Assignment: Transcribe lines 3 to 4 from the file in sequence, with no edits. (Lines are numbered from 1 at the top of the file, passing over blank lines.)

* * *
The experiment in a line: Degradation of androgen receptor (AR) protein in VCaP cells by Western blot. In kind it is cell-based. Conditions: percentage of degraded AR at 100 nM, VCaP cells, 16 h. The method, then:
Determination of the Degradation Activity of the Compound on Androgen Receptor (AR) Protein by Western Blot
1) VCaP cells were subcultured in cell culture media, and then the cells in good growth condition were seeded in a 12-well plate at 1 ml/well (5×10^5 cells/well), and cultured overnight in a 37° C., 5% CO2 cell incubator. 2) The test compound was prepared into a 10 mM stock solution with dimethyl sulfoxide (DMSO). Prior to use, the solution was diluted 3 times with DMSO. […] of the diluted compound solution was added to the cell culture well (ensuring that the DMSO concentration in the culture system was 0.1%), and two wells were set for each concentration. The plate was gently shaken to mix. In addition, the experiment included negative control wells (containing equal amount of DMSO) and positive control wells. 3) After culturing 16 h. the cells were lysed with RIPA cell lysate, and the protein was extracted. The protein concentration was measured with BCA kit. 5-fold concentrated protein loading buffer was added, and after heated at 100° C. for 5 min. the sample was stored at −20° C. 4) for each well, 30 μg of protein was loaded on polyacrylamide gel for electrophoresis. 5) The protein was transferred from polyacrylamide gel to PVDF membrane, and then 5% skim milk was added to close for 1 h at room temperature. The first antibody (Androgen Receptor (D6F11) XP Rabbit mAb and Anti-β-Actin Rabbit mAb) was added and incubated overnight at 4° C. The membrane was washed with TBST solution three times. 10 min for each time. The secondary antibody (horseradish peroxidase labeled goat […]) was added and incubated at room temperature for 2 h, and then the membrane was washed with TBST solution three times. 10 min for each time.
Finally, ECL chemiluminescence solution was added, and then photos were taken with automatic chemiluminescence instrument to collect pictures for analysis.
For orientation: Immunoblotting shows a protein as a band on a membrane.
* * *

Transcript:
1) VCaP cells were subcultured in cell culture media, and then the cells in good growth condition were seeded in a 12-well plate at 1 ml/well (5×10^5 cells/well), and cultured overnight in a 37° C., 5% CO2 cell incubator. 2) The test compound was prepared into a 10 mM stock solution with dimethyl sulfoxide (DMSO). Prior to use, the solution was diluted 3 times with DMSO. […] of the diluted compound solution was added to the cell culture well (ensuring that the DMSO concentration in the culture system was 0.1%), and two wells were set for each concentration. The plate was gently shaken to mix. In addition, the experiment included negative control wells (containing equal amount of DMSO) and positive control wells. 3) After culturing 16 h. the cells were lysed with RIPA cell lysate, and the protein was extracted. The protein concentration was measured with BCA kit. 5-fold concentrated protein loading buffer was added, and after heated at 100° C. for 5 min. the sample was stored at −20° C. 4) for each well, 30 μg of protein was loaded on polyacrylamide gel for electrophoresis. 5) The protein was transferred from polyacrylamide gel to PVDF membrane, and then 5% skim milk was added to close for 1 h at room temperature. The first antibody (Androgen Receptor (D6F11) XP Rabbit mAb and Anti-β-Actin Rabbit mAb) was added and incubated overnight at 4° C. The membrane was washed with TBST solution three times. 10 min for each time. The secondary antibody (horseradish peroxidase labeled goat […]) was added and incubated at room temperature for 2 h, and then the membrane was washed with TBST solution three times. 10 min for each time.
Finally, ECL chemiluminescence solution was added, and then photos were taken with automatic chemiluminescence instrument to collect pictures for analysis.